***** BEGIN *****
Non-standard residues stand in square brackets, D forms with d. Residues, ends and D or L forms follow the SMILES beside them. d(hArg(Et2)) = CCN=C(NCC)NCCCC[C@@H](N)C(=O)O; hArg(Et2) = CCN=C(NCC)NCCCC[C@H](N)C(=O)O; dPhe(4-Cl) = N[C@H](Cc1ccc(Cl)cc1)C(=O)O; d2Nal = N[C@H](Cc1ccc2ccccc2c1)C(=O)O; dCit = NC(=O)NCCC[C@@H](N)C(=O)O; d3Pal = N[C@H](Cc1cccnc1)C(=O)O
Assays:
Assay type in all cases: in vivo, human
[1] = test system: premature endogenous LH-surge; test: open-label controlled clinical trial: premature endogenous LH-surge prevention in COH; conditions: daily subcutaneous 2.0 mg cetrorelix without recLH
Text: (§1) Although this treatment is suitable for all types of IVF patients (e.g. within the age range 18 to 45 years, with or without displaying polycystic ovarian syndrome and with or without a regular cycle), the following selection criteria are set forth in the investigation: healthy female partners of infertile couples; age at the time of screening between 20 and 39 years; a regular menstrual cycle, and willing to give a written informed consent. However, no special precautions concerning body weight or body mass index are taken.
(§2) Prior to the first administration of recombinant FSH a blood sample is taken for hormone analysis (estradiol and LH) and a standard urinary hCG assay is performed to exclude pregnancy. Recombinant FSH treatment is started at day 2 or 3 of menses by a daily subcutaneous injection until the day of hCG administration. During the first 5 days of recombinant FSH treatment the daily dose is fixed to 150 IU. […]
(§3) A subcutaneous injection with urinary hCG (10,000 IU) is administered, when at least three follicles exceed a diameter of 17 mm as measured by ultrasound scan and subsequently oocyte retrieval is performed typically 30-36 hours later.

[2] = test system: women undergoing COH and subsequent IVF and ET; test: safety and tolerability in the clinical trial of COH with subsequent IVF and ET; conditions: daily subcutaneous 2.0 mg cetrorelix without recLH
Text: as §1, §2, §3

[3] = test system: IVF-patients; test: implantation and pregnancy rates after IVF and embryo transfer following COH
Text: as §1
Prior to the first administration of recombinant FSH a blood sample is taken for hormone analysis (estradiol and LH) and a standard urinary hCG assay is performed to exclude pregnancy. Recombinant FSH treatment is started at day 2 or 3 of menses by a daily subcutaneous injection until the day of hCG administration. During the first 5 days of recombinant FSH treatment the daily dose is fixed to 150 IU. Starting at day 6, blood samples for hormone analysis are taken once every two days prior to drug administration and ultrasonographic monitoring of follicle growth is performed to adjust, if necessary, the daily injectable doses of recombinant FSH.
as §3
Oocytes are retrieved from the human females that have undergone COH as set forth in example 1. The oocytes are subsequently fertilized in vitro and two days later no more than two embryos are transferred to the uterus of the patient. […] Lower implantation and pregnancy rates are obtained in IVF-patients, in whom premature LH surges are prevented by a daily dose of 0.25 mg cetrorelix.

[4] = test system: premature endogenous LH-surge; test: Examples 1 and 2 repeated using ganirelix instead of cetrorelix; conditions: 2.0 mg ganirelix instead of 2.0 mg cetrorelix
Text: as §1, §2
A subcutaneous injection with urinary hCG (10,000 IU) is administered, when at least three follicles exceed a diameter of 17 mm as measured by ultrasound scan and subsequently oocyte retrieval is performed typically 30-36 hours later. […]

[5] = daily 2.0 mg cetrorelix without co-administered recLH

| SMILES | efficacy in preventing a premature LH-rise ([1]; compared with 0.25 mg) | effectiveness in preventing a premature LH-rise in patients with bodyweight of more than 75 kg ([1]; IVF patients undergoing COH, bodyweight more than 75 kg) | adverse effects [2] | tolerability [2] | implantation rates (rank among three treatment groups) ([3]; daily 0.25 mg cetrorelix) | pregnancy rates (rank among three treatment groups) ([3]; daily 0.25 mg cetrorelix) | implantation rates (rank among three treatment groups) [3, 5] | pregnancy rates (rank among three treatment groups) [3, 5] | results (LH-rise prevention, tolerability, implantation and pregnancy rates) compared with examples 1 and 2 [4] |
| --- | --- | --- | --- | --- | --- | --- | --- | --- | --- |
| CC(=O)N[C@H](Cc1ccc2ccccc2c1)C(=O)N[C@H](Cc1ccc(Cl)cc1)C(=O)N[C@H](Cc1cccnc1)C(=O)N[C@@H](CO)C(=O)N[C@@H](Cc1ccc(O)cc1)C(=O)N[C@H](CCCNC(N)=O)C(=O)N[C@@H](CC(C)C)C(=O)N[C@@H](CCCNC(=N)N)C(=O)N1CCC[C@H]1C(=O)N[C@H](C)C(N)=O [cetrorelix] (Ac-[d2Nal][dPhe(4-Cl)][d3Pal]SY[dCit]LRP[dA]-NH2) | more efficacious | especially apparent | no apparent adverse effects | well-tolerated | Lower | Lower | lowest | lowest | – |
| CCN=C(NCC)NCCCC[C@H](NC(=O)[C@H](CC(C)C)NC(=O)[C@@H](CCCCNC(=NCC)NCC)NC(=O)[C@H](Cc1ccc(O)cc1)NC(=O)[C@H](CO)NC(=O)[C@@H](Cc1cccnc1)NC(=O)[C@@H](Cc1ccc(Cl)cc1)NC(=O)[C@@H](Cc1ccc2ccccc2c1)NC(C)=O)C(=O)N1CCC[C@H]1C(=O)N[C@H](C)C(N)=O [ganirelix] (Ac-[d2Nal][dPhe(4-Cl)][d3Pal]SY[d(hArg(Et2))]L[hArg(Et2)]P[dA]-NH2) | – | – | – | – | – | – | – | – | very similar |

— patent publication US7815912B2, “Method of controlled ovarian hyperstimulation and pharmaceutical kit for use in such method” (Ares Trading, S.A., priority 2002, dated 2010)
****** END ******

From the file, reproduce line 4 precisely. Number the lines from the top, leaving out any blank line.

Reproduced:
[1] = test system: premature endogenous LH-surge; test: open-label controlled clinical trial: premature endogenous LH-surge prevention in COH; conditions: daily subcutaneous 2.0 mg cetrorelix without recLH